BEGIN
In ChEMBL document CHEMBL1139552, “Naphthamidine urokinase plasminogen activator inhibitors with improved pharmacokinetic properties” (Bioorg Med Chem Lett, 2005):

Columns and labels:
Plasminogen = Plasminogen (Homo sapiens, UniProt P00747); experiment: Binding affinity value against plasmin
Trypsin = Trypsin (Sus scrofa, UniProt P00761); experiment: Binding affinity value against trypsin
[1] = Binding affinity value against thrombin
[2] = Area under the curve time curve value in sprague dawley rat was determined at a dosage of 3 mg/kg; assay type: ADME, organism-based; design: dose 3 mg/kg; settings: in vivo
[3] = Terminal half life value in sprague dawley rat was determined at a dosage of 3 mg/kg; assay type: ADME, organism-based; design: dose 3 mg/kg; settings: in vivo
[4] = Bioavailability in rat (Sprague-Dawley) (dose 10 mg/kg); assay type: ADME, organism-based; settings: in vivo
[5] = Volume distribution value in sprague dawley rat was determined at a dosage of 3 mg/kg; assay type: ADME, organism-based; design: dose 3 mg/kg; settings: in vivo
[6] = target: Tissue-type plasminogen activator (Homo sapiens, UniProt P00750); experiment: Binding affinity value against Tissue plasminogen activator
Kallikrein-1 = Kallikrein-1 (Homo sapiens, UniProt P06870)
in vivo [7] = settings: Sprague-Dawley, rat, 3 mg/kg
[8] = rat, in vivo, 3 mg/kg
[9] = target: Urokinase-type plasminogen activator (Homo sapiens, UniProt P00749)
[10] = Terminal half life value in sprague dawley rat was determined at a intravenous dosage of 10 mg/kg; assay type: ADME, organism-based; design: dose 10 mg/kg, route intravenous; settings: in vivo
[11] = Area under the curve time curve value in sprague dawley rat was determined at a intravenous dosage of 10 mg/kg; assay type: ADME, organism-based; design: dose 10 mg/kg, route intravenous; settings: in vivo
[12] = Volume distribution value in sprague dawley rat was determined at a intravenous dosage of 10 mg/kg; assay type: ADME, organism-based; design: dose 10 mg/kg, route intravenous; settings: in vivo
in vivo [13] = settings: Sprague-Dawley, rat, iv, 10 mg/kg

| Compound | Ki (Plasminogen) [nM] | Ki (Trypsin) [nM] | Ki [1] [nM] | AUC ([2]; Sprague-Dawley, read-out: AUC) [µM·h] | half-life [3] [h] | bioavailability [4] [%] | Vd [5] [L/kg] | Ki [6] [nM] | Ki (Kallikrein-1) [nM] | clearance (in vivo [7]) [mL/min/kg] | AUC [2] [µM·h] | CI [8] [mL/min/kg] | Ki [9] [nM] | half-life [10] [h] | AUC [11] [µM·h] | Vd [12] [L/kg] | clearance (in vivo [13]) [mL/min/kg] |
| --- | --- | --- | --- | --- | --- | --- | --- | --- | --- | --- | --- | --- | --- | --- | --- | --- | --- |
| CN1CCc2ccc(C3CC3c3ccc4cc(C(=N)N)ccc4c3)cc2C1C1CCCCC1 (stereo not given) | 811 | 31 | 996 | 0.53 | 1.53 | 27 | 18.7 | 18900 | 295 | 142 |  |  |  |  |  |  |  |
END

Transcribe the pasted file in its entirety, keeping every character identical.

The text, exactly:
In ChEMBL document CHEMBL1139552, “Naphthamidine urokinase plasminogen activator inhibitors with improved pharmacokinetic properties” (Bioorg Med Chem Lett, 2005):

Columns and labels:
Plasminogen = Plasminogen (Homo sapiens, UniProt P00747); experiment: Binding affinity value against plasmin
Trypsin = Trypsin (Sus scrofa, UniProt P00761); experiment: Binding affinity value against trypsin
[1] = Binding affinity value against thrombin
[2] = Area under the curve time curve value in sprague dawley rat was determined at a dosage of 3 mg/kg; assay type: ADME, organism-based; design: dose 3 mg/kg; settings: in vivo
[3] = Terminal half life value in sprague dawley rat was determined at a dosage of 3 mg/kg; assay type: ADME, organism-based; design: dose 3 mg/kg; settings: in vivo
[4] = Bioavailability in rat (Sprague-Dawley) (dose 10 mg/kg); assay type: ADME, organism-based; settings: in vivo
[5] = Volume distribution value in sprague dawley rat was determined at a dosage of 3 mg/kg; assay type: ADME, organism-based; design: dose 3 mg/kg; settings: in vivo
[6] = target: Tissue-type plasminogen activator (Homo sapiens, UniProt P00750); experiment: Binding affinity value against Tissue plasminogen activator
Kallikrein-1 = Kallikrein-1 (Homo sapiens, UniProt P06870)
in vivo [7] = settings: Sprague-Dawley, rat, 3 mg/kg
[8] = rat, in vivo, 3 mg/kg
[9] = target: Urokinase-type plasminogen activator (Homo sapiens, UniProt P00749)
[10] = Terminal half life value in sprague dawley rat was determined at a intravenous dosage of 10 mg/kg; assay type: ADME, organism-based; design: dose 10 mg/kg, route intravenous; settings: in vivo
[11] = Area under the curve time curve value in sprague dawley rat was determined at a intravenous dosage of 10 mg/kg; assay type: ADME, organism-based; design: dose 10 mg/kg, route intravenous; settings: in vivo
[12] = Volume distribution value in sprague dawley rat was determined at a intravenous dosage of 10 mg/kg; assay type: ADME, organism-based; design: dose 10 mg/kg, route intravenous; settings: in vivo
in vivo [13] = settings: Sprague-Dawley, rat, iv, 10 mg/kg

| Compound | Ki (Plasminogen) [nM] | Ki (Trypsin) [nM] | Ki [1] [nM] | AUC ([2]; Sprague-Dawley, read-out: AUC) [µM·h] | half-life [3] [h] | bioavailability [4] [%] | Vd [5] [L/kg] | Ki [6] [nM] | Ki (Kallikrein-1) [nM] | clearance (in vivo [7]) [mL/min/kg] | AUC [2] [µM·h] | CI [8] [mL/min/kg] | Ki [9] [nM] | half-life [10] [h] | AUC [11] [µM·h] | Vd [12] [L/kg] | clearance (in vivo [13]) [mL/min/kg] |
| --- | --- | --- | --- | --- | --- | --- | --- | --- | --- | --- | --- | --- | --- | --- | --- | --- | --- |
| CN1CCc2ccc(C3CC3c3ccc4cc(C(=N)N)ccc4c3)cc2C1C1CCCCC1 (stereo not given) | 811 | 31 | 996 | 0.53 | 1.53 | 27 | 18.7 | 18900 | 295 | 142 |  |  |  |  |  |  |  |